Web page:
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Florida third graders get another option to show they can read

The state also reminds schools to let those who struggle that scholarships for help are available.
The Florida Department of Education has approved another alternate assessment for third graders to demonstrate they read at or above grade level.
Published Nov. 18

As the second quarter of the school year continues, some of the Florida students repeating third grade because of their reading struggles might come to the point where they’re ready to prove they’re now ready for the fourth grade.

They now have another option to demonstrate their skills.

The Florida Department of Education has approved an eighth alternate test to the Florida Standards Assessment that children may take to show their reading progress. They must score at the 50th percentile or above on the Achieve3000 Level Set to meet the requirements for promotion.

State lawmakers have insisted that third graders must repeat the grade if they cannot read at or above grade level on the FSA or one of its growing list of alternatives. Those also include SAT10, Iowa Test of Basic Skills (ITBS), Terranova, NWEA MAP, STAR Enterprise, I-Ready and I-Station.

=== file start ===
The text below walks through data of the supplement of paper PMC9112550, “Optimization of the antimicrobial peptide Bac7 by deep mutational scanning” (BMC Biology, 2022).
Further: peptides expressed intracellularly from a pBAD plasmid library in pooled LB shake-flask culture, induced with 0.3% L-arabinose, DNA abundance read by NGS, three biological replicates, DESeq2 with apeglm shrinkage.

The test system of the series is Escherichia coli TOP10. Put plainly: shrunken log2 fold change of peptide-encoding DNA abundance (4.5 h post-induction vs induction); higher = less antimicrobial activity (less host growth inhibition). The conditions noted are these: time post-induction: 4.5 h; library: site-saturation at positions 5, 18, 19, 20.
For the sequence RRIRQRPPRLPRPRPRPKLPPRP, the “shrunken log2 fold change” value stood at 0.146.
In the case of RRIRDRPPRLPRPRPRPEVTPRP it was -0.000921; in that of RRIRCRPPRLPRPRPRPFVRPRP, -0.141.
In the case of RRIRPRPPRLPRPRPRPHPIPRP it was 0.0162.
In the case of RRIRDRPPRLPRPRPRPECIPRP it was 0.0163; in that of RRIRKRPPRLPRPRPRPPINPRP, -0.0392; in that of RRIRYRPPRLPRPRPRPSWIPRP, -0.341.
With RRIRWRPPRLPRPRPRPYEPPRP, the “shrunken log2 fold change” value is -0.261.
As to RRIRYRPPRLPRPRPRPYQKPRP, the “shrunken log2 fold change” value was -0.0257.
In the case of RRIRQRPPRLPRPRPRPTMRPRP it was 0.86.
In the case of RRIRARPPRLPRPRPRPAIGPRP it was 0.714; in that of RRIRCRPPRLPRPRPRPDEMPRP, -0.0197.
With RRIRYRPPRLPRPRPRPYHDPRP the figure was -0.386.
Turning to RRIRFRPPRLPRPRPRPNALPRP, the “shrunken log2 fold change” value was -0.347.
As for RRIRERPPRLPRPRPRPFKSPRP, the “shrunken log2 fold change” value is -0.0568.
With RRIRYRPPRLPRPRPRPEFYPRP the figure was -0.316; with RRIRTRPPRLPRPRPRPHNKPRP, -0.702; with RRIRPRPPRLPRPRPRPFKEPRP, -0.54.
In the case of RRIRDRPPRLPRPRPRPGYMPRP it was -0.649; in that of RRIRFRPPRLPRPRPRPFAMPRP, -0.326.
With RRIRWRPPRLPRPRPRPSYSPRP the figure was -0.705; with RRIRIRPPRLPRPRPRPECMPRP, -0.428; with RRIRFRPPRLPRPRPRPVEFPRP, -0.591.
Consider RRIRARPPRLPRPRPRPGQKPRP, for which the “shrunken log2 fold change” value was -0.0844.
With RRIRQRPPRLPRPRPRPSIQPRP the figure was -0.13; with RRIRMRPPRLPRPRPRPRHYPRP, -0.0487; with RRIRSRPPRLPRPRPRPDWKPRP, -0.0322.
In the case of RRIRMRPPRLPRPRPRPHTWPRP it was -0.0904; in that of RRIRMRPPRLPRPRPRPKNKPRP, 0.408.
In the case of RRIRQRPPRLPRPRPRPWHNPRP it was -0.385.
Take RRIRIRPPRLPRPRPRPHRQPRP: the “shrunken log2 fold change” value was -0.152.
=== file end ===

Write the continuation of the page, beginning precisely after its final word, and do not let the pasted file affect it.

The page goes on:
Students also can use a portfolio of classroom work to show their abilities.

Several critics have blasted the concept, now dating back 20 years, as detrimental to children’s development. Studies have indicated that students who are held back might show short-term gains, but over time could be less likely to complete high school.

The policies also generally disproportionately affect children in minority groups, English-language learners, students with disabilities and low-income youth, which fuels added criticism of the approach.

Its supporters, by contrast, argue that the retention rule gives youngsters more time to achieve the skill that matters most in their future academic success. They note that the students get several forms of good cause exemptions, such as the alternate tests, to pass the requirement.

For those who continue to struggle, the state also recently created a $500 scholarship that families can use to pay for tutoring and other materials aimed at improving their skills.

As it announced the latest alternate assessment, the department also reminded schools to let parents know that funding exists.

“During this time of year many students are receiving report cards for the first grading period. We would like to encourage you to once again notify parents of this opportunity, especially in the case of students who continue to demonstrate a need for additional reading support,” chancellor Jacob Oliva wrote in a memo to superintendents. “We would also like to inform you that districts may directly partner with Step Up for Students to provide additional services funded through the Reading Scholarship Accounts.”

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